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Is Ubuntu an open source software (OSS)?

  • Related question on UNIX.SE: What makes Ubuntu not totally Free Software? – Dmitry Alexandrov Oct 8 '14 at 16:31
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    Ubuntu is not open source. Its a project that uses many FOSS projects but Ubuntus source code is not open to anyone. Think of it like a burger from your favorite shop. You know what it has. But you never know how such things were combined or what was added in the process because you can never see how its made or you yourself will never be able to make it. Simply because the source code for Ubuntu is nowhere near OPEN. – Denis Jun 12 '16 at 8:24
  • the link ubuntu.com/desktop says Ubuntu is open source. But note that anything Open Source means its SOURCE is open! True that ubuntu is a combination of large amount of free and open source software but that DOES NOT make Ubuntu open source because even though those software are open source, the source code for UBUNTU is no where to be found! – Denis Jun 12 '16 at 8:24
  • And This question is not a duplicate question. The linked question is about some legal aspect. This is a different question. Clearly there is something fishy going on this forum. – Denis Jun 12 '16 at 8:25
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This is not a simple question at all.

As well as Debian’s one, official repository of Ubuntu includes free (mostly) and some non-free software in different sections, but their names are not so clear: main and universe consist of free packages, restricted and multiverse – of non-free. Some of packages in the latter two could be really necessary to use you PC (like some firmwares and some drivers), but the rest are not.

Moreover, Ubuntu makes installing non-free software easy enough to be installed accidentely without realizing what did you install.

If you are concerned about non-free software on your PC, you might use aptitude to find out whether anything non-free is installed:

$ aptitude search '?installed (?section(restricted) | ?section(multiverse))'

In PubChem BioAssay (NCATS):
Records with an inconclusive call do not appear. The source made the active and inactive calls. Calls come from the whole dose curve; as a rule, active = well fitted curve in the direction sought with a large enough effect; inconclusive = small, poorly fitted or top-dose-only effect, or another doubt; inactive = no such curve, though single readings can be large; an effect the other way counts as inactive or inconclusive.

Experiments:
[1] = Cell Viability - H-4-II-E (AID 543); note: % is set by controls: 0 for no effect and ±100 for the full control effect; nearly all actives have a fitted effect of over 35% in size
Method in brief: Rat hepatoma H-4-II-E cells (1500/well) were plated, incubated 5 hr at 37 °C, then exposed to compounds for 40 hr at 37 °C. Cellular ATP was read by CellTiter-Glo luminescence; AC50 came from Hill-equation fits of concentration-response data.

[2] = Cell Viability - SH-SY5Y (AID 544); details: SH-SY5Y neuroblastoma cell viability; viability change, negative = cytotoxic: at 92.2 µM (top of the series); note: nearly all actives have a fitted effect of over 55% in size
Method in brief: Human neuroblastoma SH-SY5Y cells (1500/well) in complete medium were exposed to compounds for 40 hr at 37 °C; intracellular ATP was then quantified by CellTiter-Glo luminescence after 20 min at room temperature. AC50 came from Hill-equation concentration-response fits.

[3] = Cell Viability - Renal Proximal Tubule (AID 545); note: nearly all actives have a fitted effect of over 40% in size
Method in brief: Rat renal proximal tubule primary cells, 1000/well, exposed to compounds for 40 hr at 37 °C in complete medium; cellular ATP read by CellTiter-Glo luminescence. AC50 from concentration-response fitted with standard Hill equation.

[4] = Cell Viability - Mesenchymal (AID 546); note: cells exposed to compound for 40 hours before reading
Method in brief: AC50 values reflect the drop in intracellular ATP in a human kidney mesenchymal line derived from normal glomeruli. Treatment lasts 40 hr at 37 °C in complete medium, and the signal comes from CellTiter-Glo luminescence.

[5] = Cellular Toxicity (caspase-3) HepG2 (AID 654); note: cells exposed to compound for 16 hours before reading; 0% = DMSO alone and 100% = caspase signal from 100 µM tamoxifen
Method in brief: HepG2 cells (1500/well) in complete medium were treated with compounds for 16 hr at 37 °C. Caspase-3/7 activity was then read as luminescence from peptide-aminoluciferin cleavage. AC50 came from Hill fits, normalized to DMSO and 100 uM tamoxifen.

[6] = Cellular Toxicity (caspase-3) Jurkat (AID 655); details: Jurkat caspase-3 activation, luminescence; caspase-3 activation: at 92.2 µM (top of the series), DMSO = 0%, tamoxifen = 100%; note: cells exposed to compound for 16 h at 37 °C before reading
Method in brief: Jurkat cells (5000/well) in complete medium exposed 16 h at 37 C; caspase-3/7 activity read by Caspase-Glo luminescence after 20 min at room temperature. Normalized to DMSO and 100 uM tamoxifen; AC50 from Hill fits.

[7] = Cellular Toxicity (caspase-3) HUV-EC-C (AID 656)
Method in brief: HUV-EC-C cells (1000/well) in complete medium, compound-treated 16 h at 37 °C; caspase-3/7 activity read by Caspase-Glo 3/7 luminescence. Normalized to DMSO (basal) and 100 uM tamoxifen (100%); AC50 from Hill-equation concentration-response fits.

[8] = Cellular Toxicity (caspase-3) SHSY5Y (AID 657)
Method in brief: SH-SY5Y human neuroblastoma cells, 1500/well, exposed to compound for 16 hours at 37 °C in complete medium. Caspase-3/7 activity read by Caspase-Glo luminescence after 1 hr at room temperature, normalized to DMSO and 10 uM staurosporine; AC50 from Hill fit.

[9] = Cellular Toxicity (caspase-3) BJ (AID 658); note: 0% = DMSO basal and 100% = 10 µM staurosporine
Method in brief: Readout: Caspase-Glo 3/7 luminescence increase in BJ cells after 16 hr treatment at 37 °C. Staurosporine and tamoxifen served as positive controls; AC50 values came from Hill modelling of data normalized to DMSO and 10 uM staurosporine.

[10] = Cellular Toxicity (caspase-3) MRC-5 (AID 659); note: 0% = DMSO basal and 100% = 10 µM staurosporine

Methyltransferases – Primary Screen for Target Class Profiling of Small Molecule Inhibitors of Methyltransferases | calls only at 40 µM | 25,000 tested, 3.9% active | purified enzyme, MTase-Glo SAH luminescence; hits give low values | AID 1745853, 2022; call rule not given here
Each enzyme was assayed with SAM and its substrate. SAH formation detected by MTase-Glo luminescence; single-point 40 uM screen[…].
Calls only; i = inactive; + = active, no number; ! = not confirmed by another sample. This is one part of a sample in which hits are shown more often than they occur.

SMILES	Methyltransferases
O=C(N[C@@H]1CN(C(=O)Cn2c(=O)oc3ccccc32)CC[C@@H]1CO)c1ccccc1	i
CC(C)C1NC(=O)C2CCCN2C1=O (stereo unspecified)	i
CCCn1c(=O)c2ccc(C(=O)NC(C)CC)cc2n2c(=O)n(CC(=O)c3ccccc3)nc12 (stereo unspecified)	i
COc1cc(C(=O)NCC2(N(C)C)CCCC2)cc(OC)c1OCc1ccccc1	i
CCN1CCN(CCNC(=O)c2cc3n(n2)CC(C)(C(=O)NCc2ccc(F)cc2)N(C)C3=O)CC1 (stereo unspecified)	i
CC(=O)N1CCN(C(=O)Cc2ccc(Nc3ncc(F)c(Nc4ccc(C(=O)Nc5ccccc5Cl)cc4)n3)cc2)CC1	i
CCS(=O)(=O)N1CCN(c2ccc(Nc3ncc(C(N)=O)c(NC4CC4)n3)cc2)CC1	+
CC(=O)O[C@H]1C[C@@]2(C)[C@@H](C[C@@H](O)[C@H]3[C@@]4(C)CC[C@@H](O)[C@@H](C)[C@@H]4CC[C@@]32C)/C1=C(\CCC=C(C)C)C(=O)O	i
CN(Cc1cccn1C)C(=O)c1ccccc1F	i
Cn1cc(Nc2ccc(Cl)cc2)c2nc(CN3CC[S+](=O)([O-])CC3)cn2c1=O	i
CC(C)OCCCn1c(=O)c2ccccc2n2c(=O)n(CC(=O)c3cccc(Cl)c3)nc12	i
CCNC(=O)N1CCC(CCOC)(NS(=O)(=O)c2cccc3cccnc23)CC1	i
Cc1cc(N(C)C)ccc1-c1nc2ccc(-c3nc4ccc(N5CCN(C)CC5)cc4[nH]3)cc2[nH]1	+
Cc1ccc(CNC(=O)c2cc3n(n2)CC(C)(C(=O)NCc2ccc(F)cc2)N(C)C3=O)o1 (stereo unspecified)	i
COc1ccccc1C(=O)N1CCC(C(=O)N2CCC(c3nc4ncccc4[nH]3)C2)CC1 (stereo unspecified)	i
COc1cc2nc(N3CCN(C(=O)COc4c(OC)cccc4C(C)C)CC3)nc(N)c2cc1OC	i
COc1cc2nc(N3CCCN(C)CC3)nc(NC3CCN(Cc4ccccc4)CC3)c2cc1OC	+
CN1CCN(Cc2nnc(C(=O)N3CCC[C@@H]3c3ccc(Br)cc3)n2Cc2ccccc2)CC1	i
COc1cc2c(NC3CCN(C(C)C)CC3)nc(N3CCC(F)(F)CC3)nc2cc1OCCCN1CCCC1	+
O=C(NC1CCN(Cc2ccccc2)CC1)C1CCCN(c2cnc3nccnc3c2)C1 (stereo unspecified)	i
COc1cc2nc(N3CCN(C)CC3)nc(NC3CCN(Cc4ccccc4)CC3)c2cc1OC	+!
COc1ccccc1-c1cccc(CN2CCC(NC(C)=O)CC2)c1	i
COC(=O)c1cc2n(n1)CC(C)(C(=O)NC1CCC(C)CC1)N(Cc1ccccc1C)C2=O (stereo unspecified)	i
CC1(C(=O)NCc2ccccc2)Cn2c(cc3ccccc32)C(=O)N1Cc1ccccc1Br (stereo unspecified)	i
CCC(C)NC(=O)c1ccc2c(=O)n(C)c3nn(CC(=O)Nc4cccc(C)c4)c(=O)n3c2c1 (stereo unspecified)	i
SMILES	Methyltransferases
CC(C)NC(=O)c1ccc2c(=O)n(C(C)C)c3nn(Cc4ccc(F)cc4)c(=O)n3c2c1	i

or install a small utility vrms, and ask it:

$ vrms

If you are conserned a lot about using only free software, you might consider installing a Trisquel GNU/Linux, which is basically completely free Ubuntu.

As for the term ‘open source’, if you just use it as a synonym to ‘free / libre’, see all the above. But if you cares about Open Source Initiative opinion and want to follow it strictly (there are actually few who do it, but if), then even the main and universe sections of repository includes some software, which is not ‘open source’ according to OSI: OpenSSL is a most notable example. Yes, OpenSSL cannot be technically called ‘open source’ according to OSI (despite the http://openssl.org states the opposite), since its license is basically conjunction of license of SSLeay and 4-clause BSD License, so it inherited obnoxious BSD advertising clause, which is not OSI-approved.

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  • Could I use Ubuntu for any purpose for free? Like if a large company wants to use Ubuntu would they have to pay anything? – Philip Rego Aug 20 '19 at 22:27
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Yes it is!

Ubuntu software is free. Always was, always will be. Free software gives everyone the freedom to use it however they want and share with whoever they like.

Refer the Ubuntu philosophy for detailed information.

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    OSS ≠ Free. There is free software that's not open source (example: Adobe Flash Player). – To Do Oct 8 '14 at 15:04
  • @ToDo Adobe Flash Player is not a free / libre software, it is and always was proprietary. – Dmitry Alexandrov Oct 8 '14 at 15:05
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    Flash Player is free (you do not have to pay to use it) but not Open Source (as you said it is proprietary software). – To Do Oct 8 '14 at 15:06
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    @muru Gratis (adj.) might be better term for it. – Dmitry Alexandrov Oct 8 '14 at 17:01
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    @DmitryAlexandrov True - gratis v libre. – muru Oct 8 '14 at 17:09

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